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Unread 02-15-2010, 01:18 AM   #1
tirogers
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Rust Repair!~ Bad Idea? Fiberglass Repair

I have a fist size whole that ate the letter P in Jeep in front on the door in the common spot, what are your thoughts about using fiberglass mat to repair it as opposed to straight "bondo" the rust has eaten through the bottom of the rocker up to the P in jeep if that makes sense.(its more of a chunk missing then a hole) Is fiberglass mat a bad idea? your thoughts? I know i should weld it but dont have access to a welder just yet. I read the mat is better then cloth b/c you can sand it and the texture will not show.

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Unread 02-15-2010, 02:13 AM   #2
timatoe
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Obviously steel is the preferred method, but since that's not an option,,,,,, I'd use fiberglass mat way before I'd try to fill and area that big with bondo.
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Unread 02-15-2010, 02:28 AM   #3
little_Jeep
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Quote:
Originally Posted by timatoe View Post
Obviously steel is the preferred method, but since that's not an option,,,,,, I'd use fiberglass mat way before I'd try to fill and area that big with bondo.
I agree............
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Unread 02-15-2010, 02:32 AM   #4
tirogers
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thanks guys, any one have any hints? should a kit from the local auto parts store work just fine?
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Unread 02-15-2010, 03:09 AM   #5
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That would probably be fine. I'd suggest going to a local paint supply place, that sells automotive type paints and what not, typically the people working the auto paint counter really know their stuff and can offer all types of helpful info.
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Unread 02-15-2010, 07:09 AM   #6
95Turtle
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If you have an angle grinder or something, try to remove all the rust you can around the hole before you put the fiberglass on. It will last a lot longer if you can get most of the rust out.
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Unread 02-15-2010, 07:22 AM   #7
mudshark333
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Here's another "hackjob" tip that actually has it's uses in a pinch. If you have any significant holes or voids to fill, especially in a difficult access area, like an inside corner, etc., you can stuff some "Pink Panther" type fiberglass insulation soaked in resin to make a bulletproof patch. It's an old trick used by less than respectable used car dealers. It goes hand in hand with the 'ol "tranny fluid paint job". I wouldn't use it on a concourse resto, but it has it's place if you're in a bind on a low budjet. It provides serious "backbone" and structural strength way beyond the capabilities of Bondo.
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Unread 02-15-2010, 08:06 AM   #8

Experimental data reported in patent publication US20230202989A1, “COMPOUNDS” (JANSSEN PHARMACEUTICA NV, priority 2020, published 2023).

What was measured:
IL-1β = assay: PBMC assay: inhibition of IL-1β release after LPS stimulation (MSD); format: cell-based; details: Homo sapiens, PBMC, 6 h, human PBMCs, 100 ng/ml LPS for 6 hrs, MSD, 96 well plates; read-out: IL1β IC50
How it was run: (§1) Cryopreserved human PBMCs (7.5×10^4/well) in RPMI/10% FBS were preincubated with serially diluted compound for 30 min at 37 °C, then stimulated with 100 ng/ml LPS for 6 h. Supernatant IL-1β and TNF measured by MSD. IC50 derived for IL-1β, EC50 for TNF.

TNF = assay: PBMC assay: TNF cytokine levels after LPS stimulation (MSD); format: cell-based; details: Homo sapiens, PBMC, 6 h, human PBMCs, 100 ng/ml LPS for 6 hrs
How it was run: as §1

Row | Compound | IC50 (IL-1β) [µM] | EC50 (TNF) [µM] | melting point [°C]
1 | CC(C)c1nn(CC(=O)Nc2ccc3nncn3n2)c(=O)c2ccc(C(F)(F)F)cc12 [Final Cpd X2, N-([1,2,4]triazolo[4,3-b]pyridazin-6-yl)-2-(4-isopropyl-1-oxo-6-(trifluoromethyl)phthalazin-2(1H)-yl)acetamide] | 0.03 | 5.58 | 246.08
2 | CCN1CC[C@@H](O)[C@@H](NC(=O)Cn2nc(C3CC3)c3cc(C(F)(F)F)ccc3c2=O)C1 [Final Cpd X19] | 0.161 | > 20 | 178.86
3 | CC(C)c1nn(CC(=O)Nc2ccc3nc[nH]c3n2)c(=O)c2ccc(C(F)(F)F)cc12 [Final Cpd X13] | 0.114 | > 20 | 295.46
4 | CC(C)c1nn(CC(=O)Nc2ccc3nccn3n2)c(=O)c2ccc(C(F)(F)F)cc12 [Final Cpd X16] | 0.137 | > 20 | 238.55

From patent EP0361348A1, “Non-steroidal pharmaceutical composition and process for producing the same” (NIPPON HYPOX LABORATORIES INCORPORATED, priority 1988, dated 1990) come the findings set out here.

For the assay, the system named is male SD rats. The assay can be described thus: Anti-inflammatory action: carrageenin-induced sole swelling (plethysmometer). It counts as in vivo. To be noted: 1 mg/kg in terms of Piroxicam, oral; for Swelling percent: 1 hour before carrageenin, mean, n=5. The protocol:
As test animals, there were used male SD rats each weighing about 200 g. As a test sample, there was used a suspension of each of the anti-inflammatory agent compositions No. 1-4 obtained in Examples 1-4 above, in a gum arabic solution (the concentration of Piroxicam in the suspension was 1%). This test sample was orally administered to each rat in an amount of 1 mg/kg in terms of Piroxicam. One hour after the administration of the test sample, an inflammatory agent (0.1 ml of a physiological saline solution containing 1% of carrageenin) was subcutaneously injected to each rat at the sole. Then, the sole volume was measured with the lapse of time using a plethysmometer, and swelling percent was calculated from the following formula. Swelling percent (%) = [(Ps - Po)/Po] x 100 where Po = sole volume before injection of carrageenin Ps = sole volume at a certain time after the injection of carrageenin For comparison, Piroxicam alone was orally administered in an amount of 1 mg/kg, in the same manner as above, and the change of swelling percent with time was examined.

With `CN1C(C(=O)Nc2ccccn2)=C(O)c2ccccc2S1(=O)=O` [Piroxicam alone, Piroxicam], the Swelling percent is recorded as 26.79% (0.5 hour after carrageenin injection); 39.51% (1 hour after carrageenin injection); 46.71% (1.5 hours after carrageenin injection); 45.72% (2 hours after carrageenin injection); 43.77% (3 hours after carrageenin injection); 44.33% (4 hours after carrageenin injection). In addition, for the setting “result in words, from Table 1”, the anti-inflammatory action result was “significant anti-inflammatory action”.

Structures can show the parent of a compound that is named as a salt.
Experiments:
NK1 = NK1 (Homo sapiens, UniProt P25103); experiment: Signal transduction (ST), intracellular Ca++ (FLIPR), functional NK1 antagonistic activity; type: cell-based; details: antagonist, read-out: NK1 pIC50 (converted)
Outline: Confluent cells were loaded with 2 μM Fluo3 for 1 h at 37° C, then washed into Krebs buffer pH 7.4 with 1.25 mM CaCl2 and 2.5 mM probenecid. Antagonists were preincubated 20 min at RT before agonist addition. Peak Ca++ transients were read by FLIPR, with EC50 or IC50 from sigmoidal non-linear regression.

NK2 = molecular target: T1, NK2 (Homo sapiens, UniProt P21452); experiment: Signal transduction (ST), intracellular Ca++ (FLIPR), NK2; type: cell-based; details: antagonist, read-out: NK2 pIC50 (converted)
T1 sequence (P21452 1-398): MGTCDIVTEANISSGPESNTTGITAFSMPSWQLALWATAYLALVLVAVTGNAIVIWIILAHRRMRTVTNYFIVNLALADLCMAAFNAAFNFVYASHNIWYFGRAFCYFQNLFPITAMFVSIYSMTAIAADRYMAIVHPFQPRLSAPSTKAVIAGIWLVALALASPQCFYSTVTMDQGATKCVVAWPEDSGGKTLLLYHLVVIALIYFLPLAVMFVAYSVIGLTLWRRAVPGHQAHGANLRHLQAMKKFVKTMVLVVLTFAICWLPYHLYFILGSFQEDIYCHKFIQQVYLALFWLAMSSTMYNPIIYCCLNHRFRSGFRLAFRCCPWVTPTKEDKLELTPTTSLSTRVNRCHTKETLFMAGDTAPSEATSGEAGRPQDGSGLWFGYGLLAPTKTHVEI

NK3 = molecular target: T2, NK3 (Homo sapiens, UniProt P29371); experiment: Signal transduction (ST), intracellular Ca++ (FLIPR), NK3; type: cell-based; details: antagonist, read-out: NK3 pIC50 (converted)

ZeroGravity
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I used fiberglass to patch up the same hole on mine. It has worked well over the past year and a half but I have a welder so I'll probably burn some steel in this summer.

Make sure to remove any rust you can find with wire wheel or grinding wheel. I suggest cleaning the metal a good 3" around where you want to fiberglass so you have enough hold.

I also suggest taking a screwdriver and stabbing in some spots above where that rust hole has formed. It is very common for rust to for between the body support and the tub itself, even above where it has come all the way through.

I've found the easiest way to get the matt soaked with resin is to get a cardboard box (larger than the matt patches) and tape wax paper to it so it's completely covered. When you're ready to apply the patch lay it flat on the wax paper/box, mix up your resin and saturate the mat while it's on the wax paper box. The resin doesn't stick to the wax paper so when you're ready to move the patch to the Jeep you will be able to easily lift it off your wax paper box.

Use acetone or white vinegar to clean up your hands/tools before it's hardened.
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Unread 02-15-2010, 09:14 AM   #9
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Quote:
Originally Posted by Ringwood View Post
I used fiberglass to patch up the same hole on mine. It has worked well over the past year and a half but I have a welder so I'll probably burn some steel in this summer.

Make sure to remove any rust you can find with wire wheel or grinding wheel. I suggest cleaning the metal a good 3" around where you want to fiberglass so you have enough hold.

I also suggest taking a screwdriver and stabbing in some spots above where that rust hole has formed. It is very common for rust to for between the body support and the tub itself, even above where it has come all the way through.

I've found the easiest way to get the matt soaked with resin is to get a cardboard box (larger than the matt patches) and tape wax paper to it so it's completely covered. When you're ready to apply the patch lay it flat on the wax paper/box, mix up your resin and saturate the mat while it's on the wax paper box. The resin doesn't stick to the wax paper so when you're ready to move the patch to the Jeep you will be able to easily lift it off your wax paper box.

Use acetone or white vinegar to clean up your hands/tools before it's hardened.

Do it the way the boat guys do it!


1. Cover the hole from the outside with duct tape or shrink tape (shrink tape works better)

2. lay a chunck of cardboard over the tape on the outside and tape it up so you have somthing to push against.